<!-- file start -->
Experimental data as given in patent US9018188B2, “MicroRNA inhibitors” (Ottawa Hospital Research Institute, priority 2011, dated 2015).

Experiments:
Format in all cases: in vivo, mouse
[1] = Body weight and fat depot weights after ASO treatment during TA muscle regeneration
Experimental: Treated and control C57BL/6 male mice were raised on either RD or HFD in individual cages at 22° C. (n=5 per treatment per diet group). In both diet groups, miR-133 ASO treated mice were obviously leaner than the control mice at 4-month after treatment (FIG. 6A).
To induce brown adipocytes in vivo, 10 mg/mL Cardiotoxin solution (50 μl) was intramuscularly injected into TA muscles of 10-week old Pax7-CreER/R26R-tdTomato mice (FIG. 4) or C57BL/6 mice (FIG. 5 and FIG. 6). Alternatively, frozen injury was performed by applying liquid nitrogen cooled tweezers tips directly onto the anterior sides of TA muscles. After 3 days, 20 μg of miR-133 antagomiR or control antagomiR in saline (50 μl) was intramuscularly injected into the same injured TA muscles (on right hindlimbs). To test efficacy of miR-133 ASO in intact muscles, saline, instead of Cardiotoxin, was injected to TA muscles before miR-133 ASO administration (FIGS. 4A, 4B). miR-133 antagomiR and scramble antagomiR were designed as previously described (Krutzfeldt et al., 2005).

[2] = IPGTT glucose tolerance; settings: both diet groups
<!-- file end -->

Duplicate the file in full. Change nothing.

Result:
Experimental data as given in patent US9018188B2, “MicroRNA inhibitors” (Ottawa Hospital Research Institute, priority 2011, dated 2015).

Experiments:
Format in all cases: in vivo, mouse
[1] = Body weight and fat depot weights after ASO treatment during TA muscle regeneration
Experimental: Treated and control C57BL/6 male mice were raised on either RD or HFD in individual cages at 22° C. (n=5 per treatment per diet group). In both diet groups, miR-133 ASO treated mice were obviously leaner than the control mice at 4-month after treatment (FIG. 6A).
To induce brown adipocytes in vivo, 10 mg/mL Cardiotoxin solution (50 μl) was intramuscularly injected into TA muscles of 10-week old Pax7-CreER/R26R-tdTomato mice (FIG. 4) or C57BL/6 mice (FIG. 5 and FIG. 6). Alternatively, frozen injury was performed by applying liquid nitrogen cooled tweezers tips directly onto the anterior sides of TA muscles. After 3 days, 20 μg of miR-133 antagomiR or control antagomiR in saline (50 μl) was intramuscularly injected into the same injured TA muscles (on right hindlimbs). To test efficacy of miR-133 ASO in intact muscles, saline, instead of Cardiotoxin, was injected to TA muscles before miR-133 ASO administration (FIGS. 4A, 4B). miR-133 antagomiR and scramble antagomiR were designed as previously described (Krutzfeldt et al., 2005).

[2] = IPGTT glucose tolerance; settings: both diet groups